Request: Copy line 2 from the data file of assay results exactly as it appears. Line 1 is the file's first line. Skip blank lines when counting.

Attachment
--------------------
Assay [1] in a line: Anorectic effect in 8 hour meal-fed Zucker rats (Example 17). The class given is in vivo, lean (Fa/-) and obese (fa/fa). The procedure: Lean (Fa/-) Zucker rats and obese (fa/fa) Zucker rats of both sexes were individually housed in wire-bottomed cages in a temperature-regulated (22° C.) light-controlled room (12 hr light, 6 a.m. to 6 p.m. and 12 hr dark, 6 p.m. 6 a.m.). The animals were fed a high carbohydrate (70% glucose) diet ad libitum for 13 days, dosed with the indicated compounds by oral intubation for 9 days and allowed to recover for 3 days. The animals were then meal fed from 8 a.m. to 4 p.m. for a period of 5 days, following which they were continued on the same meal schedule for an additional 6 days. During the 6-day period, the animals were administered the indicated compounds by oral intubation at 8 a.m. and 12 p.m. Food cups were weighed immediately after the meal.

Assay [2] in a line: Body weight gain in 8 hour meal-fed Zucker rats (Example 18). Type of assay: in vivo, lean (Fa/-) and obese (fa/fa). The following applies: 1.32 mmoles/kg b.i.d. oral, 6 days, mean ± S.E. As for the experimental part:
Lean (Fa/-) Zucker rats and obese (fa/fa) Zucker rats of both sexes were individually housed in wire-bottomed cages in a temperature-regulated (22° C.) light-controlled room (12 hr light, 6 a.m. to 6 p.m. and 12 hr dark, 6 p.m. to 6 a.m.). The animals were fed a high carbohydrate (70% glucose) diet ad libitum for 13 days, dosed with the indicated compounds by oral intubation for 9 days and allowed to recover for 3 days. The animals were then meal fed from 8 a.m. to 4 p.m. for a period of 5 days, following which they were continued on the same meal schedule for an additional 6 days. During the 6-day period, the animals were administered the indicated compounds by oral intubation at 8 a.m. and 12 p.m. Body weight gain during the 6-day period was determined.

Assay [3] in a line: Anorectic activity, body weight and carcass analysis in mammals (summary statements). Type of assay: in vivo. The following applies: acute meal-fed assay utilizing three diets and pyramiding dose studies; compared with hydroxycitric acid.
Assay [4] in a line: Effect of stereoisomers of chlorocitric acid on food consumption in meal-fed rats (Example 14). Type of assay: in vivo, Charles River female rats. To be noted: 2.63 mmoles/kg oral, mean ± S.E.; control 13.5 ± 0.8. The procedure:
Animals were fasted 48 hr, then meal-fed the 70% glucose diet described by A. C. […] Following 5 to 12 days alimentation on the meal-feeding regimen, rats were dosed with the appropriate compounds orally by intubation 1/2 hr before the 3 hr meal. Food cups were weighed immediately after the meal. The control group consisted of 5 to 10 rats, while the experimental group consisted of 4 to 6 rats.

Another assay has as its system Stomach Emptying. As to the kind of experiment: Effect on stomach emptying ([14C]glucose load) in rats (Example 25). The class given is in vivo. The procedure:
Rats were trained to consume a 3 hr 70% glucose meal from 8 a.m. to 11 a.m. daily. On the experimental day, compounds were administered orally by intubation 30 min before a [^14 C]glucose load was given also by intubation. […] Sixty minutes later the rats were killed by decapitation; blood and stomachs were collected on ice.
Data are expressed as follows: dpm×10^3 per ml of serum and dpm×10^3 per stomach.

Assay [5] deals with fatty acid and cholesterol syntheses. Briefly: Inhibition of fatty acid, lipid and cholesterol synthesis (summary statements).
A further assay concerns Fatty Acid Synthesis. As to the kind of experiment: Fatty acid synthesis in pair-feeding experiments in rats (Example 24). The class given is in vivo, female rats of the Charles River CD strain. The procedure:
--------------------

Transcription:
Assay [2] in a line: Body weight gain in 8 hour meal-fed Zucker rats (Example 18). Type of assay: in vivo, lean (Fa/-) and obese (fa/fa). The following applies: 1.32 mmoles/kg b.i.d. oral, 6 days, mean ± S.E. As for the experimental part: